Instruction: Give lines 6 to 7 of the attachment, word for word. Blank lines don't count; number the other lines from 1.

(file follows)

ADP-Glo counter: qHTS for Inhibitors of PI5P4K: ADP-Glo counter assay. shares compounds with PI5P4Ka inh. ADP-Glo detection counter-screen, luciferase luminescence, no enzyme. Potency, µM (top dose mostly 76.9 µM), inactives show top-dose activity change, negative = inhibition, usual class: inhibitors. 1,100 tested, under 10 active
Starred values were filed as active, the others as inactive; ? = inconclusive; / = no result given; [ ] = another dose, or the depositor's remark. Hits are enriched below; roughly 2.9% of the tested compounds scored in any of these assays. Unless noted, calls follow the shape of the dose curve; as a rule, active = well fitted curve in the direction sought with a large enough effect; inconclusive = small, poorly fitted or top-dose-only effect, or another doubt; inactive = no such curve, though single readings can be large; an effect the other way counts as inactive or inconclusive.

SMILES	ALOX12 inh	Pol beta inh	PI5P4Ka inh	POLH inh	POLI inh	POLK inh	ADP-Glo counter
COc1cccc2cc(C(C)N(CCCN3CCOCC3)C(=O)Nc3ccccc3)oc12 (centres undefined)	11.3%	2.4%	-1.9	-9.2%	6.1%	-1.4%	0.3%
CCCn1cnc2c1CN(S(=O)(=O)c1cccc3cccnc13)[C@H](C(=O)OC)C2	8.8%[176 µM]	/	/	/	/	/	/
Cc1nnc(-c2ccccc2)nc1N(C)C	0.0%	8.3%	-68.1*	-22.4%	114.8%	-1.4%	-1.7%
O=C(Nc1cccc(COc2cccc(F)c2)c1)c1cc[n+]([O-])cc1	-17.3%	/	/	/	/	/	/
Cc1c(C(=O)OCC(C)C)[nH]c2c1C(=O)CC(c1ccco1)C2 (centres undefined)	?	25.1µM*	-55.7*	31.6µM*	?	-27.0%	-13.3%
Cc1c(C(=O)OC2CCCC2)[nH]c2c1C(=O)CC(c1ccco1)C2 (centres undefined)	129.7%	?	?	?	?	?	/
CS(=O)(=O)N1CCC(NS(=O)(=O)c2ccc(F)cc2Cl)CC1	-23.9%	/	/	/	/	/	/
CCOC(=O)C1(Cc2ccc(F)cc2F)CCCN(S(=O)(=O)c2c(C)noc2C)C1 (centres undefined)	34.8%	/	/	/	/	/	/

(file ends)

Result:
Cc1nnc(-c2ccccc2)nc1N(C)C	0.0%	8.3%	-68.1*	-22.4%	114.8%	-1.4%	-1.7%
O=C(Nc1cccc(COc2cccc(F)c2)c1)c1cc[n+]([O-])cc1	-17.3%	/	/	/	/	/	/